I hate the concept of tipping to make up for the poor wages in the USA and Canada. My son works in Canada, and has worked in the service industry where tipping is really there to make up for the low wages. He has also worked in department stores where there is no tipping, but still low wages - how does that work?
    I agree that it is time for US and Canadian employees to stand up for themselves and get the laws changed! We do not encourage tipping in Australia but then our wages are very much better than US and Canada. If that is correct that the US Federal Gov does tax tips received, that is totally unacceptable! What I have always found, particularly in the US, is that the "common" population just take what is handed out to them. USA has many rich and powerful people there but it seems that their aim is to keep the general population down at heel, and US economy shows it! Love visiting USA, but still call Australia home, and loving it!

  • Henk said

    I do tip but resent it most of the time. I am able to carry my own bags and don't appreciate overzealous busboys forcing themselves on me. Taxi drivers? Really? The cars are usually sub standard, they drive overly aggressive and I seldom feel good about the experience. Restaurants is one area where service can make a difference. But I seldom get proper service. I wait for my initial drink. My glass is often empty. And I am always waiting for the bill - never make someone wait to pay. I think tipping has gone too far. What's next, tipping traffic lights for turning green.

  • Anouk said

    I'm from Canada and I hate this tipping mentality. I hate to tip, because tips are suppose to be at your own discretion, when you received an extraordinary service, but that's all.

    So I still tip at the restaurant (real restaurants, not Starbucks or similar), but that's it.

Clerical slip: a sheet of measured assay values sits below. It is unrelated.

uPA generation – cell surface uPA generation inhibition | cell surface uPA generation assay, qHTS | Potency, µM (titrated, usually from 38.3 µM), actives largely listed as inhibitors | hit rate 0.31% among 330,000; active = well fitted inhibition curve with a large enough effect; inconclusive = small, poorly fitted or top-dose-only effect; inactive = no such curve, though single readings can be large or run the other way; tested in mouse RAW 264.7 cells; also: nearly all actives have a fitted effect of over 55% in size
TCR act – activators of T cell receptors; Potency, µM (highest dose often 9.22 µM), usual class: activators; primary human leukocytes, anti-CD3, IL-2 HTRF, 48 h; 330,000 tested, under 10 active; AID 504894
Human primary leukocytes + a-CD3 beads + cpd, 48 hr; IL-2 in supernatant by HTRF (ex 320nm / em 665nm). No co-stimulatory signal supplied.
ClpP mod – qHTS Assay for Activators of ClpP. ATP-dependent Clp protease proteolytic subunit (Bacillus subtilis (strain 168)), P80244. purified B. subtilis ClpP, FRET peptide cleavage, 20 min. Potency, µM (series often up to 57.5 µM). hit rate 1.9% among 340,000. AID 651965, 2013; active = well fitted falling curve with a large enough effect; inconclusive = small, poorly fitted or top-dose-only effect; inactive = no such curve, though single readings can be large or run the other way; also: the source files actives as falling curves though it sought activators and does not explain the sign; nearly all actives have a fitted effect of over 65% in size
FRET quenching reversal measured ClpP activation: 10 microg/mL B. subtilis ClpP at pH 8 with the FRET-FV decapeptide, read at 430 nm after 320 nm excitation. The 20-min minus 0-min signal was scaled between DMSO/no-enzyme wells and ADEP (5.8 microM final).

There is a huge misconception between ''service'' and ''tip''. It is not the same!

  • Sandi said

    I simply never think about tipping..its not aorta of my psyche. When I see all the places you are supposed to tip in the USA i feel bad that I had no idea that this is what is expected. The converse is true..in my country noone would tip daily in a hotel room, or a Starbucks employee or even a taxi driver. I might say keep,the change only because its a hassle but it means having to keep cash on you all the time, when I use cards for everything. Actually I think i use cards for taxis now too. What about bus drivers? Do you tip them?
    Honestly...America needs to get over itself and pay its employees the wages they obviously earn. After all the owner gets their money. Why cant the cost be reflected in paying proper staff wages. Weird...

  • Sandi said

    Hahaha....not aorta (spellcheck gone mad)...part of my psyche

  • Pedro said

    Ive noticed a big move away from Tipping culture in the USA in recent years. The push for a national minimum wage has changed the state of play. Don't feel obliged to tip for poor service. If you are happy upto 10% is more than adequate.

  • Pedro said

    However if you are unhappy with Service. Do not Tip and do not feel guilty.

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    The next day I got the news that you had a tour operator. But all my documents were wet and unusable because I was in the rain for a whole day.

    When I did a little research on the internet I saw that there were protection bags recommended for travel.
    I ordered this product "Fireproof Document Bag by Loods" https://www.amazon.com/Fireproof-Document-Non-Itchy-Resistant-Documents/dp/B078HWZC8G
    and solved this problem. I especially recommend that you take the ones that are zipped.

    I hope you will not have to test it.

  • Daphne said